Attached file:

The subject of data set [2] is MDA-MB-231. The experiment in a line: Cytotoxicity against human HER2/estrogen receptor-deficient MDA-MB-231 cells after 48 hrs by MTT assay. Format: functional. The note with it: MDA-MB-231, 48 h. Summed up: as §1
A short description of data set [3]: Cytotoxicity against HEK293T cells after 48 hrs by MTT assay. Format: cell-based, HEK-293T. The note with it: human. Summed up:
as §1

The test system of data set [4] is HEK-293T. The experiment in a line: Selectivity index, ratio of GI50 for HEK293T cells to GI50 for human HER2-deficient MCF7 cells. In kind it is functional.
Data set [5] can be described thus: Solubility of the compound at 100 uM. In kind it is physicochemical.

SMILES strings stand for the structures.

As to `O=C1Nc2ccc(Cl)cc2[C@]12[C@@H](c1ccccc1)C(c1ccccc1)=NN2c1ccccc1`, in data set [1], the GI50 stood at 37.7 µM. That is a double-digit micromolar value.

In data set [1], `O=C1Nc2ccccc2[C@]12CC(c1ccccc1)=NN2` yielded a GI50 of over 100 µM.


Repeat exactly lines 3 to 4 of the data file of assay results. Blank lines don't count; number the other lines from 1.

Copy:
as §1

The test system of data set [4] is HEK-293T. The experiment in a line: Selectivity index, ratio of GI50 for HEK293T cells to GI50 for human HER2-deficient MCF7 cells. In kind it is functional.